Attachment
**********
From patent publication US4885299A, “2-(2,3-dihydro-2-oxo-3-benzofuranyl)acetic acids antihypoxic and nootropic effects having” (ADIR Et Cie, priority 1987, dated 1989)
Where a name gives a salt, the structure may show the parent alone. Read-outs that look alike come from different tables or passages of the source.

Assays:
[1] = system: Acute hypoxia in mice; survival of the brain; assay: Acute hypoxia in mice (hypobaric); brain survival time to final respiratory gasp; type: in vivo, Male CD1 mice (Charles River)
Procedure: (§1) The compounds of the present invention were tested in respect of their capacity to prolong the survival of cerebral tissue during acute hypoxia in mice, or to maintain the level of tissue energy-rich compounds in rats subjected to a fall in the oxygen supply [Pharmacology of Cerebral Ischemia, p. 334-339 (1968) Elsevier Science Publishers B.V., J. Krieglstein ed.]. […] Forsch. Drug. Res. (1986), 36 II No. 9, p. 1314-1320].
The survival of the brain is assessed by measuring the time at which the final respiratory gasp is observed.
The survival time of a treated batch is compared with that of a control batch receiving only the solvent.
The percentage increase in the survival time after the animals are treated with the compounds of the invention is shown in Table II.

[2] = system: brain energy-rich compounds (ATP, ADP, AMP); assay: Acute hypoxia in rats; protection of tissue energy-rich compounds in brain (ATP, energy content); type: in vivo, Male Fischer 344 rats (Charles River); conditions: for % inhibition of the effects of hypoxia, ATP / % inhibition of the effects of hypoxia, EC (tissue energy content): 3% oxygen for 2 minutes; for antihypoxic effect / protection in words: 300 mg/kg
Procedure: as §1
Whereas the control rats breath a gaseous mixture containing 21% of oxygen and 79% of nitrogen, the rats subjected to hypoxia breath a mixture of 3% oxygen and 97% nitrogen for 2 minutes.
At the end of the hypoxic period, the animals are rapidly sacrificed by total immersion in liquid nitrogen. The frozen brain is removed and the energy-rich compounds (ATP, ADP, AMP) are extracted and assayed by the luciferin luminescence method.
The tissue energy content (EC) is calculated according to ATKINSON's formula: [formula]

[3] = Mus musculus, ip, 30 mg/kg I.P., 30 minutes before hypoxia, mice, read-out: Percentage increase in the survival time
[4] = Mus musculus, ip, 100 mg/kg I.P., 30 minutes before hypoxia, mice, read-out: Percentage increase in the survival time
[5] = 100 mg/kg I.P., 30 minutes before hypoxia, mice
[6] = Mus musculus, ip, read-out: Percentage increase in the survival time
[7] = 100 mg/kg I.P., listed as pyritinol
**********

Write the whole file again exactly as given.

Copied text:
From patent publication US4885299A, “2-(2,3-dihydro-2-oxo-3-benzofuranyl)acetic acids antihypoxic and nootropic effects having” (ADIR Et Cie, priority 1987, dated 1989)
Where a name gives a salt, the structure may show the parent alone. Read-outs that look alike come from different tables or passages of the source.

Assays:
[1] = system: Acute hypoxia in mice; survival of the brain; assay: Acute hypoxia in mice (hypobaric); brain survival time to final respiratory gasp; type: in vivo, Male CD1 mice (Charles River)
Procedure: (§1) The compounds of the present invention were tested in respect of their capacity to prolong the survival of cerebral tissue during acute hypoxia in mice, or to maintain the level of tissue energy-rich compounds in rats subjected to a fall in the oxygen supply [Pharmacology of Cerebral Ischemia, p. 334-339 (1968) Elsevier Science Publishers B.V., J. Krieglstein ed.]. […] Forsch. Drug. Res. (1986), 36 II No. 9, p. 1314-1320].
The survival of the brain is assessed by measuring the time at which the final respiratory gasp is observed.
The survival time of a treated batch is compared with that of a control batch receiving only the solvent.
The percentage increase in the survival time after the animals are treated with the compounds of the invention is shown in Table II.

[2] = system: brain energy-rich compounds (ATP, ADP, AMP); assay: Acute hypoxia in rats; protection of tissue energy-rich compounds in brain (ATP, energy content); type: in vivo, Male Fischer 344 rats (Charles River); conditions: for % inhibition of the effects of hypoxia, ATP / % inhibition of the effects of hypoxia, EC (tissue energy content): 3% oxygen for 2 minutes; for antihypoxic effect / protection in words: 300 mg/kg
Procedure: as §1
Whereas the control rats breath a gaseous mixture containing 21% of oxygen and 79% of nitrogen, the rats subjected to hypoxia breath a mixture of 3% oxygen and 97% nitrogen for 2 minutes.
At the end of the hypoxic period, the animals are rapidly sacrificed by total immersion in liquid nitrogen. The frozen brain is removed and the energy-rich compounds (ATP, ADP, AMP) are extracted and assayed by the luciferin luminescence method.
The tissue energy content (EC) is calculated according to ATKINSON's formula: [formula]

[3] = Mus musculus, ip, 30 mg/kg I.P., 30 minutes before hypoxia, mice, read-out: Percentage increase in the survival time
[4] = Mus musculus, ip, 100 mg/kg I.P., 30 minutes before hypoxia, mice, read-out: Percentage increase in the survival time
[5] = 100 mg/kg I.P., 30 minutes before hypoxia, mice
[6] = Mus musculus, ip, read-out: Percentage increase in the survival time
[7] = 100 mg/kg I.P., listed as pyritinol